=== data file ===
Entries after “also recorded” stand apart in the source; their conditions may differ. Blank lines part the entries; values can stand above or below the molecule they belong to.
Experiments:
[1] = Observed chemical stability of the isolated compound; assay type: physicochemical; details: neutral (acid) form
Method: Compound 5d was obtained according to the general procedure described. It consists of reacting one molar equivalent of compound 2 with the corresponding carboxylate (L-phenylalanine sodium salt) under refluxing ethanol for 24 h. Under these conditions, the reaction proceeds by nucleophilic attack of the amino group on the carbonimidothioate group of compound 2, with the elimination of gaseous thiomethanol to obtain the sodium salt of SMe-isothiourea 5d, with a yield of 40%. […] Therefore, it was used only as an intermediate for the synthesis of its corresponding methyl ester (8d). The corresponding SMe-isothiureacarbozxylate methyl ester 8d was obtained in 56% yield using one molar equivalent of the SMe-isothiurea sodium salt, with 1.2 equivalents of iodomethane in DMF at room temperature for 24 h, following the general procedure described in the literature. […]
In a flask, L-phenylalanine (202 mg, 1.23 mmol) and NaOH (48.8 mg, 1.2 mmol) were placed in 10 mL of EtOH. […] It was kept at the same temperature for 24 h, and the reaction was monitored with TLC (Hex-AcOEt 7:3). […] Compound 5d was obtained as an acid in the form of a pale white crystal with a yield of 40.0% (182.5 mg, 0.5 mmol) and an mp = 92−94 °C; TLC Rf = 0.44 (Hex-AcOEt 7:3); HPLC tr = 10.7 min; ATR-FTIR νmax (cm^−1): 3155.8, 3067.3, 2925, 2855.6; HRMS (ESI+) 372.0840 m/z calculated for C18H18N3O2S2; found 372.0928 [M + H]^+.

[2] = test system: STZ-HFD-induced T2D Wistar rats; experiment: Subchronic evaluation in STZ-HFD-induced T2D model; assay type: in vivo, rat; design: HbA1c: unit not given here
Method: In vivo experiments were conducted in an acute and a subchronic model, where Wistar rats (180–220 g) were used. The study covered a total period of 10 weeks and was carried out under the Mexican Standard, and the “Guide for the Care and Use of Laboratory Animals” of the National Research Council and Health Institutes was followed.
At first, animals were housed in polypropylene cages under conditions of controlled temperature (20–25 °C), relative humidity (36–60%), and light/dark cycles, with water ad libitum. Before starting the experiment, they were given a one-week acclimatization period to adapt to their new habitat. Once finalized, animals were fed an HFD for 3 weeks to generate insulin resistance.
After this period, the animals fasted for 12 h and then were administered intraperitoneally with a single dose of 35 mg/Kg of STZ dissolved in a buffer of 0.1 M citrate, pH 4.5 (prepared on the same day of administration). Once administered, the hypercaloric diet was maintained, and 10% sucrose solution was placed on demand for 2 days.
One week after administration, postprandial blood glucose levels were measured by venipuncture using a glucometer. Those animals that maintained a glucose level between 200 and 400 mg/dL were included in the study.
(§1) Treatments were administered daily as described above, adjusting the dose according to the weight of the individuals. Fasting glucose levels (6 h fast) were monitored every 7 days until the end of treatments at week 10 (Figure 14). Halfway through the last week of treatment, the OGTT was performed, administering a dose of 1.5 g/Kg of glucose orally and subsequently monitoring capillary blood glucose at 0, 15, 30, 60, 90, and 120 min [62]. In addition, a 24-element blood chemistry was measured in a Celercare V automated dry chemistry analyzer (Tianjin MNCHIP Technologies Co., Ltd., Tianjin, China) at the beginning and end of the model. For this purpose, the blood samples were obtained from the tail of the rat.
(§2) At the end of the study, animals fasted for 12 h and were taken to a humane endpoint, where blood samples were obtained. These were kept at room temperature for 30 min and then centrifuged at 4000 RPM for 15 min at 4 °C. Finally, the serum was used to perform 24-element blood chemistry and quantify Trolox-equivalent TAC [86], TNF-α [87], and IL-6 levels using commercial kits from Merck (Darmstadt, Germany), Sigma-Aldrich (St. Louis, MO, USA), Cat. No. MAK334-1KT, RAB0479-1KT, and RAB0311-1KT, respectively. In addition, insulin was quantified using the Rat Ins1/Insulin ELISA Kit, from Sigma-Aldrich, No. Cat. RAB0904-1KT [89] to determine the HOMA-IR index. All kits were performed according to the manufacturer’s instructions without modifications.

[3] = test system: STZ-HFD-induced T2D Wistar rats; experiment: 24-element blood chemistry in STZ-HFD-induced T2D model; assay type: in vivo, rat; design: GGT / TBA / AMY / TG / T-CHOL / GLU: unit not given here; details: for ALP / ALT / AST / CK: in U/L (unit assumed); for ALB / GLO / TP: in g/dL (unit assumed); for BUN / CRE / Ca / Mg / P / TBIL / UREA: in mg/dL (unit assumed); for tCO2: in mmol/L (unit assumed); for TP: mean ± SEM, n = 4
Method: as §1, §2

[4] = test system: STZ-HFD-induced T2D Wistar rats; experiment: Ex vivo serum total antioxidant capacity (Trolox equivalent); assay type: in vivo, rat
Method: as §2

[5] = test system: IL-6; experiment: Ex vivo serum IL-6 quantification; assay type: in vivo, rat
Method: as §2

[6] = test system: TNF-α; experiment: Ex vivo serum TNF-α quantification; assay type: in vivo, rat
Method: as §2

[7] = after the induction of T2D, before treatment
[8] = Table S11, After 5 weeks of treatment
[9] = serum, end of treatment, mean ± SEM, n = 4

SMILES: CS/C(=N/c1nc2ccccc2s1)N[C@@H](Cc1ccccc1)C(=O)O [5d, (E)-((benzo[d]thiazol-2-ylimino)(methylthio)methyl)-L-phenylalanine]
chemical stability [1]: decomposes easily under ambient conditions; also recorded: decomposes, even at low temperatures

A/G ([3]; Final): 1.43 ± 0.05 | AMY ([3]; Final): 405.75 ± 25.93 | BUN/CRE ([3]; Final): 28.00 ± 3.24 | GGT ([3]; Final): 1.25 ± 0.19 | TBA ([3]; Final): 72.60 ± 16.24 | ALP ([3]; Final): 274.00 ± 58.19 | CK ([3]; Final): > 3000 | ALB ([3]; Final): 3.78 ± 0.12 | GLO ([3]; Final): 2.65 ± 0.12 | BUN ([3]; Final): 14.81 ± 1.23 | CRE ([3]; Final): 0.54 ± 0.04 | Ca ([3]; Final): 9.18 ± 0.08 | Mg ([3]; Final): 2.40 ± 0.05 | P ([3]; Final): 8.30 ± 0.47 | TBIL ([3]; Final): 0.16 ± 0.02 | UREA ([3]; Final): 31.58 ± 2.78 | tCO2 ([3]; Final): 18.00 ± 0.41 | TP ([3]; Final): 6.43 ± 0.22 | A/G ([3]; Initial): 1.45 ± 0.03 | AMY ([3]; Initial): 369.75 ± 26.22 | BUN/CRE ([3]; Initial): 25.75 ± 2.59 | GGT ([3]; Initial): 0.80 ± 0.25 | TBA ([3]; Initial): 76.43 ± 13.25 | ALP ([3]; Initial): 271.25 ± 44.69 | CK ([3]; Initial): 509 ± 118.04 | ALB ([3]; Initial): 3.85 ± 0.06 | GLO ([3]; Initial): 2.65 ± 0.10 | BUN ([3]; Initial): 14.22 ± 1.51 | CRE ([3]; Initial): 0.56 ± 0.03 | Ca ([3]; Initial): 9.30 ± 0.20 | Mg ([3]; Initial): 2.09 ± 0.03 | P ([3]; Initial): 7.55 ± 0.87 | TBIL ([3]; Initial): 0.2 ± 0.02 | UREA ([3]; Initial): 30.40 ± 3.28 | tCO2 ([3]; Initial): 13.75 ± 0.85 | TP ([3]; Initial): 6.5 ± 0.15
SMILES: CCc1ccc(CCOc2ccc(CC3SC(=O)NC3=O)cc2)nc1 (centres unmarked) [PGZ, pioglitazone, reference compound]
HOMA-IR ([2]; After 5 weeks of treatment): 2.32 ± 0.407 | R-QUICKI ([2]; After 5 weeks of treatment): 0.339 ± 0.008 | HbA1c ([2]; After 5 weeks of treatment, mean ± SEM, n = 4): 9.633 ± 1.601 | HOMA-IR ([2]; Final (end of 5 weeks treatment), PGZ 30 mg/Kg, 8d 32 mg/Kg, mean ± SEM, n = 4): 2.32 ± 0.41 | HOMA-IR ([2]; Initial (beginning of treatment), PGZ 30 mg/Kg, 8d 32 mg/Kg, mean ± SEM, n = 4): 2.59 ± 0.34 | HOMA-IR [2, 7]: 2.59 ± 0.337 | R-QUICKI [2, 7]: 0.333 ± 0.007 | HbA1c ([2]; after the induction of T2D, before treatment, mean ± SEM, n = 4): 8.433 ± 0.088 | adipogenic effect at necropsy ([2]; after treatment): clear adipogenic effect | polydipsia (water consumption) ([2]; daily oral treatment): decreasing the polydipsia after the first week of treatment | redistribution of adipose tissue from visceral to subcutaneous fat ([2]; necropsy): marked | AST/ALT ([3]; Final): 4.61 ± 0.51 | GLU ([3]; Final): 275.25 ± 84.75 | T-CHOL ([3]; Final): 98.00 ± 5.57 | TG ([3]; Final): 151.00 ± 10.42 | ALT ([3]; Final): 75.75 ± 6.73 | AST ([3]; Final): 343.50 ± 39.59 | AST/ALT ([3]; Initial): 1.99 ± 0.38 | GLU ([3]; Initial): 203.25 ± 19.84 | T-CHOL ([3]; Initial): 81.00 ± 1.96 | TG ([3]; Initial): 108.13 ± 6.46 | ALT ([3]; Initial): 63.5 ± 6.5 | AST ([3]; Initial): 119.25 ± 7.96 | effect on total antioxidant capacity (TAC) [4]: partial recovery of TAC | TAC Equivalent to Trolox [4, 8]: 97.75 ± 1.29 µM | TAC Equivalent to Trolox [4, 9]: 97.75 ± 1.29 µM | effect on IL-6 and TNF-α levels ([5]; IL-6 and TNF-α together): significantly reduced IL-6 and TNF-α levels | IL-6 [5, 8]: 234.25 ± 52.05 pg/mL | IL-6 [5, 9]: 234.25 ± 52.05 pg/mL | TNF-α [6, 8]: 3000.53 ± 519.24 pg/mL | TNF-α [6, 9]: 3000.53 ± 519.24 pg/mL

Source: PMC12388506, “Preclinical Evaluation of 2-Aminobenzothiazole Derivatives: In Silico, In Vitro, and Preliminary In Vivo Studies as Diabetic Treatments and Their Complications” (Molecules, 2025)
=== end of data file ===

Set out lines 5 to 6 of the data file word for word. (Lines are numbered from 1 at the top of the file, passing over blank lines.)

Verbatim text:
In a flask, L-phenylalanine (202 mg, 1.23 mmol) and NaOH (48.8 mg, 1.2 mmol) were placed in 10 mL of EtOH. […] It was kept at the same temperature for 24 h, and the reaction was monitored with TLC (Hex-AcOEt 7:3). […] Compound 5d was obtained as an acid in the form of a pale white crystal with a yield of 40.0% (182.5 mg, 0.5 mmol) and an mp = 92−94 °C; TLC Rf = 0.44 (Hex-AcOEt 7:3); HPLC tr = 10.7 min; ATR-FTIR νmax (cm^−1): 3155.8, 3067.3, 2925, 2855.6; HRMS (ESI+) 372.0840 m/z calculated for C18H18N3O2S2; found 372.0928 [M + H]^+.

[2] = test system: STZ-HFD-induced T2D Wistar rats; experiment: Subchronic evaluation in STZ-HFD-induced T2D model; assay type: in vivo, rat; design: HbA1c: unit not given here